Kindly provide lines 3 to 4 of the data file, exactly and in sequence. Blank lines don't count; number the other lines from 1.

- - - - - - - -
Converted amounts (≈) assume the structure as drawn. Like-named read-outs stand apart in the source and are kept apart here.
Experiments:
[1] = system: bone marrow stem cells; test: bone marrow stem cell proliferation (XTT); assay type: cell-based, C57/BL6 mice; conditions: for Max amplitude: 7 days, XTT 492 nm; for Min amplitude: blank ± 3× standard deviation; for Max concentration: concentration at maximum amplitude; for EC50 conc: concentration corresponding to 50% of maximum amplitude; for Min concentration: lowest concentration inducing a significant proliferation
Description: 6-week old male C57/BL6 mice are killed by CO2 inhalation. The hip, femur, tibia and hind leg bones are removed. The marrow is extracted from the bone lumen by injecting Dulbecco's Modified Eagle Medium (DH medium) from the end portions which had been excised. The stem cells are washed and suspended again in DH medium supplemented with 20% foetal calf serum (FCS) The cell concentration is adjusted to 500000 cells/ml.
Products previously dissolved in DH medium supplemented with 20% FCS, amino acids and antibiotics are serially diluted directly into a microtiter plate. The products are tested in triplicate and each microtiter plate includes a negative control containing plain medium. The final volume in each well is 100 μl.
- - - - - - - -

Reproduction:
[1] = system: bone marrow stem cells; test: bone marrow stem cell proliferation (XTT); assay type: cell-based, C57/BL6 mice; conditions: for Max amplitude: 7 days, XTT 492 nm; for Min amplitude: blank ± 3× standard deviation; for Max concentration: concentration at maximum amplitude; for EC50 conc: concentration corresponding to 50% of maximum amplitude; for Min concentration: lowest concentration inducing a significant proliferation
Description: 6-week old male C57/BL6 mice are killed by CO2 inhalation. The hip, femur, tibia and hind leg bones are removed. The marrow is extracted from the bone lumen by injecting Dulbecco's Modified Eagle Medium (DH medium) from the end portions which had been excised. The stem cells are washed and suspended again in DH medium supplemented with 20% foetal calf serum (FCS) The cell concentration is adjusted to 500000 cells/ml.